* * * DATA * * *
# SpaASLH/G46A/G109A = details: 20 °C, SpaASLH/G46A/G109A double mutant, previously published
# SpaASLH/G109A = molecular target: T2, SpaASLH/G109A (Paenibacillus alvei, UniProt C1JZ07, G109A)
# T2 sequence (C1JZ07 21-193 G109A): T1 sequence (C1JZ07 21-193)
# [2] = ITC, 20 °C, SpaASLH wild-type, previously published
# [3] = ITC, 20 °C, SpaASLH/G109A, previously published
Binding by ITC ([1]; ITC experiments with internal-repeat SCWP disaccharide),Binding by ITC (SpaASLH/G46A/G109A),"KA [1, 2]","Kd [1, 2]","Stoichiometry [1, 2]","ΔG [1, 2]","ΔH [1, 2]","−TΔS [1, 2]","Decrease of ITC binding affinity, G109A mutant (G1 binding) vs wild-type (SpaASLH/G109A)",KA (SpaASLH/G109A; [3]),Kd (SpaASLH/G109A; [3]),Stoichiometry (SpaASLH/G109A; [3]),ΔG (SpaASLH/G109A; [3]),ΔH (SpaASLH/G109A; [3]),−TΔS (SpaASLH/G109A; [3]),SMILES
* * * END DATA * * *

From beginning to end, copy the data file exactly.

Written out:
# SpaASLH/G46A/G109A = details: 20 °C, SpaASLH/G46A/G109A double mutant, previously published
# SpaASLH/G109A = molecular target: T2, SpaASLH/G109A (Paenibacillus alvei, UniProt C1JZ07, G109A)
# T2 sequence (C1JZ07 21-193 G109A): T1 sequence (C1JZ07 21-193)
# [2] = ITC, 20 °C, SpaASLH wild-type, previously published
# [3] = ITC, 20 °C, SpaASLH/G109A, previously published
Binding by ITC ([1]; ITC experiments with internal-repeat SCWP disaccharide),Binding by ITC (SpaASLH/G46A/G109A),"KA [1, 2]","Kd [1, 2]","Stoichiometry [1, 2]","ΔG [1, 2]","ΔH [1, 2]","−TΔS [1, 2]","Decrease of ITC binding affinity, G109A mutant (G1 binding) vs wild-type (SpaASLH/G109A)",KA (SpaASLH/G109A; [3]),Kd (SpaASLH/G109A; [3]),Stoichiometry (SpaASLH/G109A; [3]),ΔG (SpaASLH/G109A; [3]),ΔH (SpaASLH/G109A; [3]),−TΔS (SpaASLH/G109A; [3]),SMILES